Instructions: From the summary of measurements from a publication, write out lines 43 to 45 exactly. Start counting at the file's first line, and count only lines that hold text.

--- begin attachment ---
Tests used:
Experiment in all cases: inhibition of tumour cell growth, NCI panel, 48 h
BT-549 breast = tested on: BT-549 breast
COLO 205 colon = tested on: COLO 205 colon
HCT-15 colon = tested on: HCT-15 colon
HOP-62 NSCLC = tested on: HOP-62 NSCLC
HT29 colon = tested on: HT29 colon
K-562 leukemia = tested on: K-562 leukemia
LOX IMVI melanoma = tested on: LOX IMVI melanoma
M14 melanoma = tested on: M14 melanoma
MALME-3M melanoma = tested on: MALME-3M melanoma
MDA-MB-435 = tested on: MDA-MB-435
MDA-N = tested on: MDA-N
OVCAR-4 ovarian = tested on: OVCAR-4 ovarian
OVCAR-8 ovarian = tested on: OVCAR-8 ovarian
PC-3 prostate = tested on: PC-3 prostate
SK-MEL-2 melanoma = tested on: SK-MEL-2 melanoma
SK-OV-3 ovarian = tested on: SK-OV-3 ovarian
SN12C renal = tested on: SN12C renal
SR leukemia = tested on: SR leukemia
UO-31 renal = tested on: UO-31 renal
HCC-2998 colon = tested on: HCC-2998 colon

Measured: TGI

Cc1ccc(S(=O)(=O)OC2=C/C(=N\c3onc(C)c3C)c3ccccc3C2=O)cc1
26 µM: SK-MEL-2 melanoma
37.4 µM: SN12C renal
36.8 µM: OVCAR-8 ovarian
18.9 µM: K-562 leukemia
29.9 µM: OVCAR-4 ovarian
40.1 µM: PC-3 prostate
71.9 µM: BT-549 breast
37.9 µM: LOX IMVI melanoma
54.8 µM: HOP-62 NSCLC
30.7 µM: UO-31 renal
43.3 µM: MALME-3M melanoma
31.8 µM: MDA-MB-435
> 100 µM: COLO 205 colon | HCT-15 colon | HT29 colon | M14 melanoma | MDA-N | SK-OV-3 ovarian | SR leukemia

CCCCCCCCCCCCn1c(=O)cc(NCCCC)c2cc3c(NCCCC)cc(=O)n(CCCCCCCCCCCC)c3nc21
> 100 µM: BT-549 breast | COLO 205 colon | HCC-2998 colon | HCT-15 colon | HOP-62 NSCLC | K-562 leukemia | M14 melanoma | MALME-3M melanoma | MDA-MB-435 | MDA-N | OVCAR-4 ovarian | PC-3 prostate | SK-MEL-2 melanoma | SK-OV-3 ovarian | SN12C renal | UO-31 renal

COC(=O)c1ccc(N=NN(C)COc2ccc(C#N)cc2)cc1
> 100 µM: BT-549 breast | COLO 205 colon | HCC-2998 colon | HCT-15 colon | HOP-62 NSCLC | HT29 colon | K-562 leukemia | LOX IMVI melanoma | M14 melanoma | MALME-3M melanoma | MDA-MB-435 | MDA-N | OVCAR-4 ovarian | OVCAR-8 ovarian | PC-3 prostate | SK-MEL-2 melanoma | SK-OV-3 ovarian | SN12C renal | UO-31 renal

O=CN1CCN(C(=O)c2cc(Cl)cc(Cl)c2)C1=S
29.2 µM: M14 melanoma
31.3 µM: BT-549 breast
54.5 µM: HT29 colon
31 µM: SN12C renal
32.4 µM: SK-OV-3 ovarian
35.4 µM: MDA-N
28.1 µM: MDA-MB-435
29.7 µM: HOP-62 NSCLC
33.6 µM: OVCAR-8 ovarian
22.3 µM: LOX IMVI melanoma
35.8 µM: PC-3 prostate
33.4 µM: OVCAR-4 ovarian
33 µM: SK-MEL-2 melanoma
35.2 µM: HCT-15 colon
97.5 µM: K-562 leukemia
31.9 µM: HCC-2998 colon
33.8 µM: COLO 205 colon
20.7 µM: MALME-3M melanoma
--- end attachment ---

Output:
29.2 µM: M14 melanoma
31.3 µM: BT-549 breast
54.5 µM: HT29 colon